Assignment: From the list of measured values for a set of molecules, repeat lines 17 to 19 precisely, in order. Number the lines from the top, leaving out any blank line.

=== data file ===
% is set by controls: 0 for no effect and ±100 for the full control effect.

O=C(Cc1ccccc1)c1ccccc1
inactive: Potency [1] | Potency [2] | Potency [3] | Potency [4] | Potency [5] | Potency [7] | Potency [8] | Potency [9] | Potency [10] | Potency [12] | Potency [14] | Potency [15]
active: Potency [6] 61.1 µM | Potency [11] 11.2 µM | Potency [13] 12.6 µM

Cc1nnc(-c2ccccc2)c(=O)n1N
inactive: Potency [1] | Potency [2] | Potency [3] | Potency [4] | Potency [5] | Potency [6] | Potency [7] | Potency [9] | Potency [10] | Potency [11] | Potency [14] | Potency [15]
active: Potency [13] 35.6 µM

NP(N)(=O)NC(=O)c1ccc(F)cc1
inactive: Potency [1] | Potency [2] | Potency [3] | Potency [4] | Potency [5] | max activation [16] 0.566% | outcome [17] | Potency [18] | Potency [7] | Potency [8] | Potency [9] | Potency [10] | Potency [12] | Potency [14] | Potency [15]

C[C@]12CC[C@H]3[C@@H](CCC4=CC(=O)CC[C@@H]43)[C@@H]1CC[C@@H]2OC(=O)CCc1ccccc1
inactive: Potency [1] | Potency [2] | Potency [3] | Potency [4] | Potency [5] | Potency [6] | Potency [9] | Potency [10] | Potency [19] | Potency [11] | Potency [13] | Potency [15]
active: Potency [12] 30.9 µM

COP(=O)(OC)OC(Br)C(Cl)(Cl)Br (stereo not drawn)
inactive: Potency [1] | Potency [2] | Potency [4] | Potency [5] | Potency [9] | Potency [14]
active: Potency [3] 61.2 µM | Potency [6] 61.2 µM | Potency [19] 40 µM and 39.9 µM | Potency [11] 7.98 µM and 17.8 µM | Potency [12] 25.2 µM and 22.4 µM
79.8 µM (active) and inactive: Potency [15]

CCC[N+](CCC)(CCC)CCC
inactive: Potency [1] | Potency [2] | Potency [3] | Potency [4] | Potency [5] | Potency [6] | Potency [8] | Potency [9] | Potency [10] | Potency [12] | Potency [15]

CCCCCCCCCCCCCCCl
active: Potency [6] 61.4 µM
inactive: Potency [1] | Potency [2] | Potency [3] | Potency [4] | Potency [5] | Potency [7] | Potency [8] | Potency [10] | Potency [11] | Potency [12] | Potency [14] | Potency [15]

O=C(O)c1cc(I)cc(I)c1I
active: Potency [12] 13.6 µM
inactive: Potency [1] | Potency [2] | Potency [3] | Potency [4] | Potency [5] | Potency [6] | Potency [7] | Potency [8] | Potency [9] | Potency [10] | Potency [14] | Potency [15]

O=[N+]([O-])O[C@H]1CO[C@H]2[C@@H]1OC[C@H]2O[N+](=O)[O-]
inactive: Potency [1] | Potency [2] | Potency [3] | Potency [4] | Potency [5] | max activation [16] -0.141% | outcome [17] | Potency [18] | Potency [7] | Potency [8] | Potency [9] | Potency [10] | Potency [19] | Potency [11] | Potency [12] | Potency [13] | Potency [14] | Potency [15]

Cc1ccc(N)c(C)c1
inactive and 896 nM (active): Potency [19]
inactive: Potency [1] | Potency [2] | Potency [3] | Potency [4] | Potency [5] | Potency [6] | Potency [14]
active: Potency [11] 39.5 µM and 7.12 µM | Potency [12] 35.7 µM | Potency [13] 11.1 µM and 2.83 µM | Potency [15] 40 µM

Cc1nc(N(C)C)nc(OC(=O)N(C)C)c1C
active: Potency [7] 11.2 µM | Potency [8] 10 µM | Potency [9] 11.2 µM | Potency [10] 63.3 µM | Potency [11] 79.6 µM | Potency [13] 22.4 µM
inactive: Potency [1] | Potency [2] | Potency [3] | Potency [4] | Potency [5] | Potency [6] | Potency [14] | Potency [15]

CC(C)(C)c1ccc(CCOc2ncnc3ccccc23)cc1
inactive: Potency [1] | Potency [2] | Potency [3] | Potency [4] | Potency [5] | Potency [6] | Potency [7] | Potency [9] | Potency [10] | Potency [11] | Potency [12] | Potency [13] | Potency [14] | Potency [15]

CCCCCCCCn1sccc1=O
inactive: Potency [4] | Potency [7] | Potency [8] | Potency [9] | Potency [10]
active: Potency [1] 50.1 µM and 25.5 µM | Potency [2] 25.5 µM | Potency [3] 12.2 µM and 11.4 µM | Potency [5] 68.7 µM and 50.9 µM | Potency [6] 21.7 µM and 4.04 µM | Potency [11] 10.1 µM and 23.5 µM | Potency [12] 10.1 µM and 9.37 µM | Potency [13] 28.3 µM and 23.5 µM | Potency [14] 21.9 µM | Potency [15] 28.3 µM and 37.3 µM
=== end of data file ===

CCC[N+](CCC)(CCC)CCC
inactive: Potency [1] | Potency [2] | Potency [3] | Potency [4] | Potency [5] | Potency [6] | Potency [8] | Potency [9] | Potency [10] | Potency [12] | Potency [15]

CCCCCCCCCCCCCCCl